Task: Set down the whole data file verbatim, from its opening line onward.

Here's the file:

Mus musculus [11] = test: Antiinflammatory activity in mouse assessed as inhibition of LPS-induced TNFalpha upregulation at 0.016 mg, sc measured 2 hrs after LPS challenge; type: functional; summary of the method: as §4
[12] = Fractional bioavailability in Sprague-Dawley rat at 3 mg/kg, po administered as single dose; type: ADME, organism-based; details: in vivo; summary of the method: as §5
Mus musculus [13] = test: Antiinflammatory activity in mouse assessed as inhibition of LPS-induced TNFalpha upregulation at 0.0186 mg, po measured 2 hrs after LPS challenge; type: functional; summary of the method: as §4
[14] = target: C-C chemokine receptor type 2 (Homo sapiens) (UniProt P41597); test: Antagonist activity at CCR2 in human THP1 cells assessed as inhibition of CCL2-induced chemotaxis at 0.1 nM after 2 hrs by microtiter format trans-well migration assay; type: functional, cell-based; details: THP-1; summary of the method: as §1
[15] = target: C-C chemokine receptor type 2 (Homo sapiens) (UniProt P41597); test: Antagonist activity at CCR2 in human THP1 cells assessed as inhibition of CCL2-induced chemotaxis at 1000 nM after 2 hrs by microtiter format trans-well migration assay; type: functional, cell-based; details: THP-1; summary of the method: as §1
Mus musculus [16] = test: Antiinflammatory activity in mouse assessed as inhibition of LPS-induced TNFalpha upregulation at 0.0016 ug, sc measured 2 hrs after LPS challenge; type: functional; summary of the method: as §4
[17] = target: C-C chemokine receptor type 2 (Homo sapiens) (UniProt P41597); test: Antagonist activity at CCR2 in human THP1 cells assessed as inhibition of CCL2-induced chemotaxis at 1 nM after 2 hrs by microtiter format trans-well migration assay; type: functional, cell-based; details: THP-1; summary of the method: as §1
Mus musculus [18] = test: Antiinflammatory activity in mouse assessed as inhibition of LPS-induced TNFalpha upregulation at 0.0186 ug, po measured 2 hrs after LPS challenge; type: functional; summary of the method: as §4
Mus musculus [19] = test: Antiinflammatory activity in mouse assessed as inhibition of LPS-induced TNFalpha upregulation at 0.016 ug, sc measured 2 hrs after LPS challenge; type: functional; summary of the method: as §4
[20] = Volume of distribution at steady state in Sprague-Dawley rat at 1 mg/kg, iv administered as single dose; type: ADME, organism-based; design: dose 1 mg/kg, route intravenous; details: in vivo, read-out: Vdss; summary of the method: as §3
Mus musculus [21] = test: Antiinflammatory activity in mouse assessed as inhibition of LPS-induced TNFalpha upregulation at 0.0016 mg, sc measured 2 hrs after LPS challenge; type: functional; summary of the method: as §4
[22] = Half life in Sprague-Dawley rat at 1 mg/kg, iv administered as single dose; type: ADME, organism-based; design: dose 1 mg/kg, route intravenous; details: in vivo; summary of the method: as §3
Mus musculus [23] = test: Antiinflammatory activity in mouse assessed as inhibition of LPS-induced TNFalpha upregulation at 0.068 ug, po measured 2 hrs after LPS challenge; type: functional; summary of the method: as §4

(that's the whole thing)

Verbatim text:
Mus musculus [11] = test: Antiinflammatory activity in mouse assessed as inhibition of LPS-induced TNFalpha upregulation at 0.016 mg, sc measured 2 hrs after LPS challenge; type: functional; summary of the method: as §4
[12] = Fractional bioavailability in Sprague-Dawley rat at 3 mg/kg, po administered as single dose; type: ADME, organism-based; details: in vivo; summary of the method: as §5
Mus musculus [13] = test: Antiinflammatory activity in mouse assessed as inhibition of LPS-induced TNFalpha upregulation at 0.0186 mg, po measured 2 hrs after LPS challenge; type: functional; summary of the method: as §4
[14] = target: C-C chemokine receptor type 2 (Homo sapiens) (UniProt P41597); test: Antagonist activity at CCR2 in human THP1 cells assessed as inhibition of CCL2-induced chemotaxis at 0.1 nM after 2 hrs by microtiter format trans-well migration assay; type: functional, cell-based; details: THP-1; summary of the method: as §1
[15] = target: C-C chemokine receptor type 2 (Homo sapiens) (UniProt P41597); test: Antagonist activity at CCR2 in human THP1 cells assessed as inhibition of CCL2-induced chemotaxis at 1000 nM after 2 hrs by microtiter format trans-well migration assay; type: functional, cell-based; details: THP-1; summary of the method: as §1
Mus musculus [16] = test: Antiinflammatory activity in mouse assessed as inhibition of LPS-induced TNFalpha upregulation at 0.0016 ug, sc measured 2 hrs after LPS challenge; type: functional; summary of the method: as §4
[17] = target: C-C chemokine receptor type 2 (Homo sapiens) (UniProt P41597); test: Antagonist activity at CCR2 in human THP1 cells assessed as inhibition of CCL2-induced chemotaxis at 1 nM after 2 hrs by microtiter format trans-well migration assay; type: functional, cell-based; details: THP-1; summary of the method: as §1
Mus musculus [18] = test: Antiinflammatory activity in mouse assessed as inhibition of LPS-induced TNFalpha upregulation at 0.0186 ug, po measured 2 hrs after LPS challenge; type: functional; summary of the method: as §4
Mus musculus [19] = test: Antiinflammatory activity in mouse assessed as inhibition of LPS-induced TNFalpha upregulation at 0.016 ug, sc measured 2 hrs after LPS challenge; type: functional; summary of the method: as §4
[20] = Volume of distribution at steady state in Sprague-Dawley rat at 1 mg/kg, iv administered as single dose; type: ADME, organism-based; design: dose 1 mg/kg, route intravenous; details: in vivo, read-out: Vdss; summary of the method: as §3
Mus musculus [21] = test: Antiinflammatory activity in mouse assessed as inhibition of LPS-induced TNFalpha upregulation at 0.0016 mg, sc measured 2 hrs after LPS challenge; type: functional; summary of the method: as §4
[22] = Half life in Sprague-Dawley rat at 1 mg/kg, iv administered as single dose; type: ADME, organism-based; design: dose 1 mg/kg, route intravenous; details: in vivo; summary of the method: as §3
Mus musculus [23] = test: Antiinflammatory activity in mouse assessed as inhibition of LPS-induced TNFalpha upregulation at 0.068 ug, po measured 2 hrs after LPS challenge; type: functional; summary of the method: as §4